In a recent dispute arising in a construction project, for example, the claim in question was resolved in mediation by agreeing a series of potential future contracts which would generate value for an employer in excess of losses in the immediate claim and secure a flow of work for a supplier which had been blacklisted. Then there was the farming family, whose business was facing a difficult future, which resolved a serious inter-generational problem about succession when the younger members of the family used the mediation day to demonstrate to the older folks that the time had come for responsibility to be handed over. And the Scottish flagship business trying to introduce new production processes and wishing to take the trades unions with it, where a day of mediated conversations began the vital process of rebuilding trust, with clear communication, acknowledgements of past mistakes, reassurances about future job prospects and agreement to work jointly on new plans.
Mediation is well established in many parts of the world, not least south of the border where senior judges have recently re-emphasised its importance as an integral part of the dispute resolution process, observing that the focus needs to be on resolution rather than dispute. There is talk of a mandatory good faith obligation to try to resolve or narrow a dispute.
The UK Ministry of Justice has said that it wants to “support people to get the most effective resolution without devoting more resources than necessary – financial, intellectual and emotional – to resolve their dispute.” They add a call to “mainstream non-adversarial dispute resolution mechanisms, so that resolving disagreements proactively and constructively becomes the norm”. The UK Government’s recent consultation on ‘Reforming Competition and Consumer Policy’ includes proposals to increase the uptake of processes such as mediation as a way to support consumers. NHS Resolution in England and Wales emphasises the use of mediation to address medical claims. There is now an international mechanism (the “Singapore Convention”) for enforcement of mediation agreements.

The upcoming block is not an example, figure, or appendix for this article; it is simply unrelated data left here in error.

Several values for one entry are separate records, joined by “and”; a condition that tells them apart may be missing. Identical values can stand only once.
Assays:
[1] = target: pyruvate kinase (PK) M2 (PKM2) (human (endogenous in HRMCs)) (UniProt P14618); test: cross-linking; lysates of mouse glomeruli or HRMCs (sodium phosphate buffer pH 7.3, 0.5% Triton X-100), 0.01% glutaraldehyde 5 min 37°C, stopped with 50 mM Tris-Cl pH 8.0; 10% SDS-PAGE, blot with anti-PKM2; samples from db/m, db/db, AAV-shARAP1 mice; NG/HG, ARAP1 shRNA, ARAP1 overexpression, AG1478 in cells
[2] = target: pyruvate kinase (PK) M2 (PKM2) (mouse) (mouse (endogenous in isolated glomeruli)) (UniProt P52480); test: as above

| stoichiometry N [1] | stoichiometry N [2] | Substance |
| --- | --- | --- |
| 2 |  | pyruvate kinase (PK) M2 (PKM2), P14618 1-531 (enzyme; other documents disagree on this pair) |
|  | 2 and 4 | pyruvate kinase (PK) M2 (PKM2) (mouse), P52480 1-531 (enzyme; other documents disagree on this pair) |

Mediation and Dispute Resolution in Scotland
However, after a bit of a flourish a couple of years ago with publication of a report optimistically entitled ‘Bringing Mediation into the Mainstream in Civil Justice in Scotland’ which made numerous proposals, some of us worry that Scotland is falling behind. This is important for many reasons, including that those who have disputes to resolve may go where the system appears more flexible and progressive. Others may end up with sub-optimal outcomes. Businesses, communities and the economy may end up worse off at a time when we need to be maximising our use of resources. Past research indicates that the price of unresolved conflict is high – it has been estimated that it costs UK business over £30bn a year, takes up 20% of leadership time and results in the loss of 370 million working days. By comparison, recent estimates in England and Wales suggest a £4.6 billion annual saving from quicker and more effective resolution of commercial disputes through mediation.